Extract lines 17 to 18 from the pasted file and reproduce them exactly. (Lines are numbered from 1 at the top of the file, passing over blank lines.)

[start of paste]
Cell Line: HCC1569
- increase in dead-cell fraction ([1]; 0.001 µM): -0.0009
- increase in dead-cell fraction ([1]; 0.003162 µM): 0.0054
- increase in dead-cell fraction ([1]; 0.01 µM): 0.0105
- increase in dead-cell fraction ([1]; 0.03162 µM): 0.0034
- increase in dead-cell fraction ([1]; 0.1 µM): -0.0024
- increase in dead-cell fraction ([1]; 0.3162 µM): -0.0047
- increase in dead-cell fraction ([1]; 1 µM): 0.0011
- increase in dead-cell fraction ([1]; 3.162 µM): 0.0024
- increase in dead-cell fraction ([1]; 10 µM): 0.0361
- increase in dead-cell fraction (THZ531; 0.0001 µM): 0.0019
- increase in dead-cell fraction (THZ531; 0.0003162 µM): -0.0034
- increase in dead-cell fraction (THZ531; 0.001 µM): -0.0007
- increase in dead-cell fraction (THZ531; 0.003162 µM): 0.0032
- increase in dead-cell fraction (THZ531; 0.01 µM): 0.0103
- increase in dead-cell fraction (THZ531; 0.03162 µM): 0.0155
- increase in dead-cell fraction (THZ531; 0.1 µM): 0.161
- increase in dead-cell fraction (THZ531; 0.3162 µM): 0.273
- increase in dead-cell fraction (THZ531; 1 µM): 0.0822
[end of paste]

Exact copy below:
- increase in dead-cell fraction (THZ531; 0.1 µM): 0.161
- increase in dead-cell fraction (THZ531; 0.3162 µM): 0.273